My current understanding/prejudice is that the most reliable thickness data for the current Arctic sea ice is the Cryosat NRT data from CPOM:http://www.cpom.ucl.ac.uk/csopr/seaice.html
As I understand it, that data set is from actual measurements rather than models. Also, I haven't heard so far of any reason not to trust its accuracy.
Is that fair? I have no reason for bias but am simply an amateur.
So I wanted to compare this year's status to previous years, using that site. Only certain data sets are readily available that I can see, and so the gif below shows some sort of apples-to-oranges comparison.
The frames are, in order
1) Latest 5km Grid of 28-day Thickness : 2/1/17 - 29/1/17 (shows for 200 ms)
2) Thickness over March+April 2011 (shows for 50 ms) = "Spring 2011"
3) Spring 2012
4) Spring 2013
5) Spring 2014
(Those are the only years I can see readily available.)
So basically its comparing the ice thickness around mid-January 2017 with that around the end of March for 2011 to 2014.
So we have to imagine how much ice will be added over the next month-and-a-half if we want to see if we are worse off, or better off, than in those previous years.
The worst ice situation from those previous years was in 2013.
As can be seen from the gif, the ice pack in the vertical middle of the plot - i.e. excluding the Beaufort, Chukchi and Bering Sea on the Pacific Side and the Barents, Kara etc on the Atlantic side - was not really worse than currently. Add another month-and-a-half of ice growth and that part might generally be thicker in Spring 2017 than it was in 2013.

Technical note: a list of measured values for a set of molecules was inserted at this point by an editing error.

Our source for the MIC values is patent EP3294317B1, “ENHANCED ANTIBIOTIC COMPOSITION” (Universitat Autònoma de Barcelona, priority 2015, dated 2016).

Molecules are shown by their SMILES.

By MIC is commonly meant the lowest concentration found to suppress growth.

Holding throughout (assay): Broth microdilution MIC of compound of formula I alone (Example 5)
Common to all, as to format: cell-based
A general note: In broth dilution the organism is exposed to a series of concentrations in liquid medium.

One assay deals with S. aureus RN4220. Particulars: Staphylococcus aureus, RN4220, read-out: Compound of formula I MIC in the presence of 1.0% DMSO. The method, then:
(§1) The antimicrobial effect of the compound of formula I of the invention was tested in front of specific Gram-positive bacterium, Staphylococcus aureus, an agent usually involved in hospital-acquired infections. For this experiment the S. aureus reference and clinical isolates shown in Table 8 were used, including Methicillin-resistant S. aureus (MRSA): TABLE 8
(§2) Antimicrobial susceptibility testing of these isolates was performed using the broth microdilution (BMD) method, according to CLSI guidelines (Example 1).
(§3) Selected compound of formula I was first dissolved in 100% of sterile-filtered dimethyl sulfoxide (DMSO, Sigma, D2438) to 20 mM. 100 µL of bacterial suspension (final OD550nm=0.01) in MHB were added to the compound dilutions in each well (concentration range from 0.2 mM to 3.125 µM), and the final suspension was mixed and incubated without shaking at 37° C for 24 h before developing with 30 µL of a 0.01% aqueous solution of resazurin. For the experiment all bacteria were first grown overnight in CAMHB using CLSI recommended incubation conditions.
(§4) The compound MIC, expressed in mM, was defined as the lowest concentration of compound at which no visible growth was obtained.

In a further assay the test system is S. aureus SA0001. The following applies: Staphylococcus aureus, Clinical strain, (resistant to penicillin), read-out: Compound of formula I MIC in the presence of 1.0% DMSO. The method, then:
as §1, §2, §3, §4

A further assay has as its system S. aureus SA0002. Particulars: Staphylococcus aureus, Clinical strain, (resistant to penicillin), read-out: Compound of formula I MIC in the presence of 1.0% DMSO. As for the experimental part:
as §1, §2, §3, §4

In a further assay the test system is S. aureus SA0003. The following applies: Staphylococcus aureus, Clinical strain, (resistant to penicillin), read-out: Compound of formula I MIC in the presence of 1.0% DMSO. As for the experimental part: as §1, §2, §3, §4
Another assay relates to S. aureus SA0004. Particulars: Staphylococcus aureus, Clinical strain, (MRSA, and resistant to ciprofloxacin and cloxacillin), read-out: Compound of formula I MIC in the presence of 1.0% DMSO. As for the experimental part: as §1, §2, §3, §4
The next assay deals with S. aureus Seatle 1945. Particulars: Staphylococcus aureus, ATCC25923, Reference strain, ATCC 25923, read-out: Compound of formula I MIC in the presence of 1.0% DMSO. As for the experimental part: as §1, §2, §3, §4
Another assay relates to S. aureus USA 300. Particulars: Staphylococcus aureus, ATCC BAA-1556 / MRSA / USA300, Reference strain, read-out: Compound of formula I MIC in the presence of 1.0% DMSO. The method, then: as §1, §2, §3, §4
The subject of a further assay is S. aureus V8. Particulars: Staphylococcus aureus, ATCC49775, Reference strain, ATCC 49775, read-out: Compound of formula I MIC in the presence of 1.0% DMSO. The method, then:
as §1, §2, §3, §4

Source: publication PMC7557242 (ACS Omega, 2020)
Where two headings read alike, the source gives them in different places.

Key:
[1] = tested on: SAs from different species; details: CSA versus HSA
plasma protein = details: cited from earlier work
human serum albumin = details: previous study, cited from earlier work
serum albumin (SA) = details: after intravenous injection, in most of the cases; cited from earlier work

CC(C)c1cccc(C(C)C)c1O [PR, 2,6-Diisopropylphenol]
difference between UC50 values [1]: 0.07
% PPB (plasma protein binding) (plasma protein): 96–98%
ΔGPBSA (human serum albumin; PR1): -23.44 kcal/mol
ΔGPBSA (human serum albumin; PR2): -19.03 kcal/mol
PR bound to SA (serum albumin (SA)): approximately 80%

(Say add about a half-metre of ice then, roughly:
dark blue -> light blue
light blue -> green
green -> yellow
yellow -> red
So the vertical-centre part as described above will probably not be the weakness this Spring.
Instead, the worry is the Pacific and, particularly, Atlantic peripheral seas. These are seen to have much less ice than in previous years, albeit shown 1.5 months later.
The worst sea in the comparison is probably the Barents Sea. Unless the ice is added there, quickly and dramatically, the Barents Sea is likely to melt out early in the upcoming melt season. That, in turn, might make the whole Atlantic side into a 'kill zone' for any ice drifting over there during the melt season.
On the Pacific side, the Beaufort, Bering and Chukchi Seas might also melt out earlier in the 2017 melt season than they did in 2011-14, forming another 'kill zone', on the Pacific side. We already saw that feature in 2015 and, even more, last year.
In summary, a quick comparison was made of the available CPOM CryoSat NRT Arctic sea ice thickness data for this January vs. Spring in 2011-14. The main conclusion is that the sea ice this melt season looks likely to be vulnerable on the Atlantic (mainly) and also Pacific sides. Now it's all up to the weather and currents over the next six months.
The gif needs a click to start.